The weight of the avalanche airbag is another factor to consider. Heavier airbags might be more durable, but they can also be more tiring to carry. Look for a balance between durability and weight.
Cylinder airbags indeed tend to be heavier compared to their electronic counterparts, mainly because of the metal canister that houses the pressurized gas. This added weight might be noticeable during long outings in the backcountry. On the other hand, electronic airbags are typically lighter and more convenient thanks to their ability for practice deployments and multi-use on a single charge. However, they do require you to remember to charge the battery before each outing. So, when it comes to choosing between the two, it essentially boils down to your personal preferences and priorities. If weight is a major concern for you, you might find an electronic airbag more suitable. On the contrary, if you prefer a reliable, one-time setup without the need to worry about charging, a cylinder airbag could be the better option.
When it comes to price, there’s a clear distinction between electronic and cylinder avalanche airbags. In general, cylinder airbags are the cheaper option, mainly due to their simple, mechanical nature. They have fewer components, so there’s less that can go wrong, keeping production costs down. Meanwhile, electronic airbags, with their more complex systems, tend to be more expensive. Their advanced technology, while beneficial, requires meticulous design and precision manufacturing, which is reflected in the cost. So, if price is a major factor in your decision, a cylinder airbag might be the way to go. However, if you’re willing to pay a higher price for the added convenience and features of an electronic system, then the increased cost might be justifiable. The choice comes down to what you value most in your avalanche safety equipment.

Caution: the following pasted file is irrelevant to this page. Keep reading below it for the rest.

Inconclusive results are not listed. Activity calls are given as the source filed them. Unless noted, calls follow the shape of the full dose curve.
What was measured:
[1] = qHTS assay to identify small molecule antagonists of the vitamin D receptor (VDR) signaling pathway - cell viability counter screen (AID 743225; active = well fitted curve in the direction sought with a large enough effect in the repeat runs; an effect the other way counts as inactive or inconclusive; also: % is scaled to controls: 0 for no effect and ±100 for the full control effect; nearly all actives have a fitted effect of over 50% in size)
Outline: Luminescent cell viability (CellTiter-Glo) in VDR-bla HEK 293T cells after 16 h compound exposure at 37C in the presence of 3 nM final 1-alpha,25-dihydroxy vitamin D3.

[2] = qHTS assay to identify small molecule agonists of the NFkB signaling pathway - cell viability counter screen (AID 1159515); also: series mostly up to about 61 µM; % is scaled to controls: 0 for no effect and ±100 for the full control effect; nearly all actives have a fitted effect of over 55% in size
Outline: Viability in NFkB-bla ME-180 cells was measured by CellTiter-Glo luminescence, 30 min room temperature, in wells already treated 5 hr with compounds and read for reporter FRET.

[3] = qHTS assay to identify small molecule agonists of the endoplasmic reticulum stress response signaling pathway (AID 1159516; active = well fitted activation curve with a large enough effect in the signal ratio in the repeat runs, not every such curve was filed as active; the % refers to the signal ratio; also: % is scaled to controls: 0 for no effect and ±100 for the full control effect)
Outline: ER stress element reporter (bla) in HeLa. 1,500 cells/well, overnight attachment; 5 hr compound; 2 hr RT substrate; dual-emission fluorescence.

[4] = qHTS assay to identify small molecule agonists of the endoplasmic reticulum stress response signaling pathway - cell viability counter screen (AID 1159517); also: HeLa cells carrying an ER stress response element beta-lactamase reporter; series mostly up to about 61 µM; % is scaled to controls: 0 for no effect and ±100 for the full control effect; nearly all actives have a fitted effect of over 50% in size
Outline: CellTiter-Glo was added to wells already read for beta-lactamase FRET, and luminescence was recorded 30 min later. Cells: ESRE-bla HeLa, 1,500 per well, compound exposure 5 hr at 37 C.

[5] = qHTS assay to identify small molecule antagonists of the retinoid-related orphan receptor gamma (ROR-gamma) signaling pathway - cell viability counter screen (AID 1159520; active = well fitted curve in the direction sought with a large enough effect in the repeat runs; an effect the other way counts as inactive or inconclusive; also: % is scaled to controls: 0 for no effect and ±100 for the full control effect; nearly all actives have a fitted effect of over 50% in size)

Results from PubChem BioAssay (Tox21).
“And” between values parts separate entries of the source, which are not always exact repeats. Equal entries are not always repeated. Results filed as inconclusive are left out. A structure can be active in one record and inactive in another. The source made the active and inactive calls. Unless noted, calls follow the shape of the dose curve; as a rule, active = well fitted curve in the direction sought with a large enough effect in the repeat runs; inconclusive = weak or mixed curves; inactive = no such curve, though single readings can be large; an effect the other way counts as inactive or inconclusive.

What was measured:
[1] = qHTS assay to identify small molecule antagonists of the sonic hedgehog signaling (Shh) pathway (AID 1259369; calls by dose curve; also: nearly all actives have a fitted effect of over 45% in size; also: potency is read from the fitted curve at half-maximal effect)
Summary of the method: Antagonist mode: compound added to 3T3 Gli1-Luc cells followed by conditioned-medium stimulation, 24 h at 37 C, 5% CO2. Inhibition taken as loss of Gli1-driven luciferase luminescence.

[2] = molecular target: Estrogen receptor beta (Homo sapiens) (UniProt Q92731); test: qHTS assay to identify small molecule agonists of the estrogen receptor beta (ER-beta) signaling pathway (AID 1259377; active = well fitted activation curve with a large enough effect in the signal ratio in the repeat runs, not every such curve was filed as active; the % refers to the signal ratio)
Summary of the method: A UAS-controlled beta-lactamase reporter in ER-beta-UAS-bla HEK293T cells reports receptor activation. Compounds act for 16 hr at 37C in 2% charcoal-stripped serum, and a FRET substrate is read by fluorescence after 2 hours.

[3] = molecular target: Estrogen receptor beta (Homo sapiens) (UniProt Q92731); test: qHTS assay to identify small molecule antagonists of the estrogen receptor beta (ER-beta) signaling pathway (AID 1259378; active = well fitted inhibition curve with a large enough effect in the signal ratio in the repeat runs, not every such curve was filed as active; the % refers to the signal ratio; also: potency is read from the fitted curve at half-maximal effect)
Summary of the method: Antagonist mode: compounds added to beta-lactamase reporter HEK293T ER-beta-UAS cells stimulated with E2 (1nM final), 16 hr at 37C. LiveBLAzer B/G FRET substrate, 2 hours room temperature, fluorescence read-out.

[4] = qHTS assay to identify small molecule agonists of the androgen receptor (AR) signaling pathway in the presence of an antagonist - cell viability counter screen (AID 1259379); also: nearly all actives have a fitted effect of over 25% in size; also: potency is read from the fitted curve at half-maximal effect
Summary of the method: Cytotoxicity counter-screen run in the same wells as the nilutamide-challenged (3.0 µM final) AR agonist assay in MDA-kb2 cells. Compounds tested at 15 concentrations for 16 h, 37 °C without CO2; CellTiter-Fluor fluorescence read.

After a thorough examination of the various avalanche airbags on the market, I’ve found the BCA Float 22 to be my personal favorite.
The BCA Float 22 is the most affordable option on my list. It may not be as user-friendly as the Klim Atlas and BD Jetforce Pro, but its functionality and cost-effectiveness make it a compelling choice.
Indeed, if your budget allows, exploring higher-end options like the Klim Atlas and BD Jetforce Pro can offer you an outstanding experience. These models are equipped with premium features and craftsmanship that truly set them apart. With advanced technologies and superior quality, they justify their elevated price point. These options are truly amazing and can significantly enhance your safety and comfort on the slopes.